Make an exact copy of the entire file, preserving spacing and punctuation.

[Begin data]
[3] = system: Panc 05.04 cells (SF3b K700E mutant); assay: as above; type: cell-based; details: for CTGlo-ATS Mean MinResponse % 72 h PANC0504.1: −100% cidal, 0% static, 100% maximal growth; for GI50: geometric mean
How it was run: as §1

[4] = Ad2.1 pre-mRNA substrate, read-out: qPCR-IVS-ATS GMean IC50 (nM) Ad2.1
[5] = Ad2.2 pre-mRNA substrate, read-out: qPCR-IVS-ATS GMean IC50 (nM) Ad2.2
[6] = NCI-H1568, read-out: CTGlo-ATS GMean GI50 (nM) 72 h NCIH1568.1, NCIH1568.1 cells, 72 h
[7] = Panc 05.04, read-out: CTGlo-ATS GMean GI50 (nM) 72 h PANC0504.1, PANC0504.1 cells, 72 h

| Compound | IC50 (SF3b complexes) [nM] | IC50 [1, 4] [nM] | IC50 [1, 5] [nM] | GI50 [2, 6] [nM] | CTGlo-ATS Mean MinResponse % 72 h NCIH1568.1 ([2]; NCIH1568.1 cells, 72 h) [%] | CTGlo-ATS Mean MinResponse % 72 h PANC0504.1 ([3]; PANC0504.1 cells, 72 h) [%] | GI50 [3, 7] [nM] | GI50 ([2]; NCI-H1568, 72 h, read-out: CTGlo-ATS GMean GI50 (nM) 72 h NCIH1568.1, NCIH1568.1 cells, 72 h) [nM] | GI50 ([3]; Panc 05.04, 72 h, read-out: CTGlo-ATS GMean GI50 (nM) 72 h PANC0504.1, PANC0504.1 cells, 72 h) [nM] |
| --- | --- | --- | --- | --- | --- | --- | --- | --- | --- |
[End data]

[3] = system: Panc 05.04 cells (SF3b K700E mutant); assay: as above; type: cell-based; details: for CTGlo-ATS Mean MinResponse % 72 h PANC0504.1: −100% cidal, 0% static, 100% maximal growth; for GI50: geometric mean
How it was run: as §1

[4] = Ad2.1 pre-mRNA substrate, read-out: qPCR-IVS-ATS GMean IC50 (nM) Ad2.1
[5] = Ad2.2 pre-mRNA substrate, read-out: qPCR-IVS-ATS GMean IC50 (nM) Ad2.2
[6] = NCI-H1568, read-out: CTGlo-ATS GMean GI50 (nM) 72 h NCIH1568.1, NCIH1568.1 cells, 72 h
[7] = Panc 05.04, read-out: CTGlo-ATS GMean GI50 (nM) 72 h PANC0504.1, PANC0504.1 cells, 72 h

| Compound | IC50 (SF3b complexes) [nM] | IC50 [1, 4] [nM] | IC50 [1, 5] [nM] | GI50 [2, 6] [nM] | CTGlo-ATS Mean MinResponse % 72 h NCIH1568.1 ([2]; NCIH1568.1 cells, 72 h) [%] | CTGlo-ATS Mean MinResponse % 72 h PANC0504.1 ([3]; PANC0504.1 cells, 72 h) [%] | GI50 [3, 7] [nM] | GI50 ([2]; NCI-H1568, 72 h, read-out: CTGlo-ATS GMean GI50 (nM) 72 h NCIH1568.1, NCIH1568.1 cells, 72 h) [nM] | GI50 ([3]; Panc 05.04, 72 h, read-out: CTGlo-ATS GMean GI50 (nM) 72 h PANC0504.1, PANC0504.1 cells, 72 h) [nM] |
| --- | --- | --- | --- | --- | --- | --- | --- | --- | --- |